The key question on investors’ minds is how long it will take for the coronavirus to be contained and to what extent it is priced into assets.
We add to the debate by further questioning if the coronavirus is the only thing bugging the markets.
Getting correct answers to both questions is critical for short-term traders and those investing for short-term goals while long-term investors only have to focus mostly on the latter. For those with time in the market – real long-term investors such as pension investments – we believe this is the time to be disciplined and remember Warren Buffett’s wise words to be “Fearful when others are greedy and greedy when others are fearful”.
While it is not possible to predict with any real confidence at this stage how long and to what extent the coronavirus will affect global growth – and in turn, the end user demand for products produced by companies – the real opportunity for long-term investors would be if there are short-term price overreactions to the impact of the virus that allow long-term investment opportunities in quality companies that have strong balance sheets.
Keeping in mind that markets have had a strong run over the past decade and 2019 was a very strong year with the S&P 500 up about 30%, we believe investing through exchange-traded funds (ETFs) that track the whole market will become particularly challenging over the next few years. The opportunity is more likely to be found in selecting high quality companies that become cheaply valued due to short-term concerns as well as sectors that are long-term structural gainers.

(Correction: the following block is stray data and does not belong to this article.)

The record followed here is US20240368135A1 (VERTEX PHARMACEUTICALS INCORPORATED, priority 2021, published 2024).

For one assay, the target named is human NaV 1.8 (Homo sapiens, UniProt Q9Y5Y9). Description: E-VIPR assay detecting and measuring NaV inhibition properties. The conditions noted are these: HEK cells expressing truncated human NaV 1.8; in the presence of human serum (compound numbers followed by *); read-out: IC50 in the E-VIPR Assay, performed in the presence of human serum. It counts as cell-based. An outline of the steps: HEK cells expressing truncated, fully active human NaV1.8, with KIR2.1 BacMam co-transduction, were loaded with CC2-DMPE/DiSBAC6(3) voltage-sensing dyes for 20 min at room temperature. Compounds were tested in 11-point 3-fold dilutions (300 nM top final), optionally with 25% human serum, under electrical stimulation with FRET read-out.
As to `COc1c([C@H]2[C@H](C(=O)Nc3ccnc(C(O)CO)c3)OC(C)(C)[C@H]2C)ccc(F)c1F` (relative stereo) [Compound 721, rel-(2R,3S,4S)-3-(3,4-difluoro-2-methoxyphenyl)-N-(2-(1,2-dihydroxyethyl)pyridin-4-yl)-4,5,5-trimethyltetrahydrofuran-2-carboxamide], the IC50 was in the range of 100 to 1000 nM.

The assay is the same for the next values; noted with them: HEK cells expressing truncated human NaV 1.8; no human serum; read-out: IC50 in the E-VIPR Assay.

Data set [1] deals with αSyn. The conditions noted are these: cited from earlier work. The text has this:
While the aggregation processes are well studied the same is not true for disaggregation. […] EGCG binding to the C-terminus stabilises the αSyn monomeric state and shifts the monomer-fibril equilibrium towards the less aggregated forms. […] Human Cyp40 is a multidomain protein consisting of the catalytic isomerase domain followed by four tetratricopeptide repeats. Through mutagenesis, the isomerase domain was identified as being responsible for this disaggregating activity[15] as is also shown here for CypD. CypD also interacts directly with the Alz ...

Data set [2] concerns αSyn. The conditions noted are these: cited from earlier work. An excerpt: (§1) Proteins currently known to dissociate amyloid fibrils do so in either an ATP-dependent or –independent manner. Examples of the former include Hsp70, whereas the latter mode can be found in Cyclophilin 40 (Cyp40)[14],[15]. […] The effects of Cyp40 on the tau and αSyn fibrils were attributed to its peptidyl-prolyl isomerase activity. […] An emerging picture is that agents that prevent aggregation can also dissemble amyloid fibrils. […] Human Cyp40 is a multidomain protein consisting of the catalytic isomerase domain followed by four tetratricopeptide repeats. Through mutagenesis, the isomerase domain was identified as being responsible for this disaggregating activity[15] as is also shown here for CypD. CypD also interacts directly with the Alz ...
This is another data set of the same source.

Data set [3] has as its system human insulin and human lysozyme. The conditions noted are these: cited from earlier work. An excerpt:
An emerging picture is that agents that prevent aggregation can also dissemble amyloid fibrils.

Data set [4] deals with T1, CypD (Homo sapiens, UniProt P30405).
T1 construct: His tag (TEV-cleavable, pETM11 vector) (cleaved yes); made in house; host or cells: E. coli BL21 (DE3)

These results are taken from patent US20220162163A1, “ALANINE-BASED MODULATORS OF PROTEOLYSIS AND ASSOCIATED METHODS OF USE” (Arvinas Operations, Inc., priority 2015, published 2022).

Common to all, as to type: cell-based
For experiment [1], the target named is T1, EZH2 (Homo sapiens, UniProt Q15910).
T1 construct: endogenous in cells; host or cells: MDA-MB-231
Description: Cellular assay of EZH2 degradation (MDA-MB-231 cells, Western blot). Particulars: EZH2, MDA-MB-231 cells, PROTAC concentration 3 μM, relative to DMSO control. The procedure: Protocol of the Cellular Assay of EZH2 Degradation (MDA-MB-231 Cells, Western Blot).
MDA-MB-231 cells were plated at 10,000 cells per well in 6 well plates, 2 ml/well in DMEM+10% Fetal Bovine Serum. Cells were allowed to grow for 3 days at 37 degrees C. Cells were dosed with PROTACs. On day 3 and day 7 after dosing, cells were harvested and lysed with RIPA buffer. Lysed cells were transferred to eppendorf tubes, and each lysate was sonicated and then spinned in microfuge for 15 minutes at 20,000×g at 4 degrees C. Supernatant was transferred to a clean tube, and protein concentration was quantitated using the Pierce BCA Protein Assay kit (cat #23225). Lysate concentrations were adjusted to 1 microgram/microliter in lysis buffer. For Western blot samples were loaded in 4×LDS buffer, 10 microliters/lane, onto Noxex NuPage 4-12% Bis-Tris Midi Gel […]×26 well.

Here are our views on certain sectors and stocks that are likely to be affected the most as well as those that might present attractive long-term opportunities.
The global technology sector
Several high frequency data points out of China clearly indicate that the disruption from the coronavirus will significantly impact China’s economic growth rate in the first quarter of 2020 as a number of industries are experiencing trading activity levels 20% to 50% lower than normal. However, some industries such as consumer internet are seeing pockets of increased activity levels as restricted human movement skews attention to services or goods that can be consumed through online platforms.
Naspers and Prosus currently derive all of their profits from Tencent and the latter derives almost all of its earnings from online services in China.
Tencent is therefore likely to have seen relatively less of an impact from the spread of the virus.
Tencent and other related global technology shares have clearly benefitted from loose global monetary policy conditions as well as relatively resilient earnings growth in a weaker global growth environment. Current sector valuations are therefore not factoring in a prolonged global economic impact from the coronavirus and if a prolonged impact were to materialise, this could be a short-term risk to Tencent and Naspers/Prosus shareholders.
However, we believe other, more cyclical sectors could be affected more severely than secular growth sectors.
The consumer sector
This sector is likely to experience temporary challenges in light of the high level of trade with China – not only from a supply chain disruption perspective, but also from an economic growth perspective.
China’s clothing manufacturing industry feeds into the global fashion industry.
With factories closing temporarily and travel restrictions preventing buyers from their usual business activity, we can expect that this will be disruptive to retailers. There is an indication that this may be inflationary for retailers but considering how short the lifecycle of fashion trends and clothing is, we can expect that businesses will rebound quickly in the event that China rebounds quickly. That being said, the fragile state of the South African economy means that retailers may have to absorb the unexpected increase in costs.